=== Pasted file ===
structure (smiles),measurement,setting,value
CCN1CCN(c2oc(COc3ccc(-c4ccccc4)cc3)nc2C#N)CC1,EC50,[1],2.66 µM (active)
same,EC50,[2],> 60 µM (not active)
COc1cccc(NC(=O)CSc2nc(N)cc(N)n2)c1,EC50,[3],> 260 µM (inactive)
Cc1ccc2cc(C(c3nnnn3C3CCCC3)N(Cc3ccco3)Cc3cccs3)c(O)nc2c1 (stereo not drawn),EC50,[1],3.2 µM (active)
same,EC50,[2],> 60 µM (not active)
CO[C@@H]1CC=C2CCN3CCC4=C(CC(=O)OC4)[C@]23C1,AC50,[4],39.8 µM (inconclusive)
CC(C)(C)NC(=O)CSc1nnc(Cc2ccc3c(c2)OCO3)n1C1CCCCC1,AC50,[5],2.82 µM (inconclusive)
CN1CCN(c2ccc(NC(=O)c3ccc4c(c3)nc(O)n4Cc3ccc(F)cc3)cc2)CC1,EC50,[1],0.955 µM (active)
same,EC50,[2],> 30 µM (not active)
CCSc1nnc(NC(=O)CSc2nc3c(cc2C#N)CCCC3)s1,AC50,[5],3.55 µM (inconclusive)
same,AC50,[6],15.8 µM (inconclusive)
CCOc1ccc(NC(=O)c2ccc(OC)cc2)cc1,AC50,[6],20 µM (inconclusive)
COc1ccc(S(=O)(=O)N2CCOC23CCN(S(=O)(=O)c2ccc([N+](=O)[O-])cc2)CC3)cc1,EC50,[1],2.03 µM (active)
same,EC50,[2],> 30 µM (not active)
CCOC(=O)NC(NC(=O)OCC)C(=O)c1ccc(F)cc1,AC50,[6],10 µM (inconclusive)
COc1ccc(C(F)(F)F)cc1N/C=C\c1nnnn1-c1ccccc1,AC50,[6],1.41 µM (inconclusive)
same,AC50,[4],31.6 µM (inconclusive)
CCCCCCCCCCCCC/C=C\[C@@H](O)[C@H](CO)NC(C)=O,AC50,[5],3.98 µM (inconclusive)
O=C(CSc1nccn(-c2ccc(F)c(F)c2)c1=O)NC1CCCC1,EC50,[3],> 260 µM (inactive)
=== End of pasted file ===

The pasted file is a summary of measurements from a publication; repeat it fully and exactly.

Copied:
structure (smiles),measurement,setting,value
CCN1CCN(c2oc(COc3ccc(-c4ccccc4)cc3)nc2C#N)CC1,EC50,[1],2.66 µM (active)
same,EC50,[2],> 60 µM (not active)
COc1cccc(NC(=O)CSc2nc(N)cc(N)n2)c1,EC50,[3],> 260 µM (inactive)
Cc1ccc2cc(C(c3nnnn3C3CCCC3)N(Cc3ccco3)Cc3cccs3)c(O)nc2c1 (stereo not drawn),EC50,[1],3.2 µM (active)
same,EC50,[2],> 60 µM (not active)
CO[C@@H]1CC=C2CCN3CCC4=C(CC(=O)OC4)[C@]23C1,AC50,[4],39.8 µM (inconclusive)
CC(C)(C)NC(=O)CSc1nnc(Cc2ccc3c(c2)OCO3)n1C1CCCCC1,AC50,[5],2.82 µM (inconclusive)
CN1CCN(c2ccc(NC(=O)c3ccc4c(c3)nc(O)n4Cc3ccc(F)cc3)cc2)CC1,EC50,[1],0.955 µM (active)
same,EC50,[2],> 30 µM (not active)
CCSc1nnc(NC(=O)CSc2nc3c(cc2C#N)CCCC3)s1,AC50,[5],3.55 µM (inconclusive)
same,AC50,[6],15.8 µM (inconclusive)
CCOc1ccc(NC(=O)c2ccc(OC)cc2)cc1,AC50,[6],20 µM (inconclusive)
COc1ccc(S(=O)(=O)N2CCOC23CCN(S(=O)(=O)c2ccc([N+](=O)[O-])cc2)CC3)cc1,EC50,[1],2.03 µM (active)
same,EC50,[2],> 30 µM (not active)
CCOC(=O)NC(NC(=O)OCC)C(=O)c1ccc(F)cc1,AC50,[6],10 µM (inconclusive)
COc1ccc(C(F)(F)F)cc1N/C=C\c1nnnn1-c1ccccc1,AC50,[6],1.41 µM (inconclusive)
same,AC50,[4],31.6 µM (inconclusive)
CCCCCCCCCCCCC/C=C\[C@@H](O)[C@H](CO)NC(C)=O,AC50,[5],3.98 µM (inconclusive)
O=C(CSc1nccn(-c2ccc(F)c(F)c2)c1=O)NC1CCCC1,EC50,[3],> 260 µM (inactive)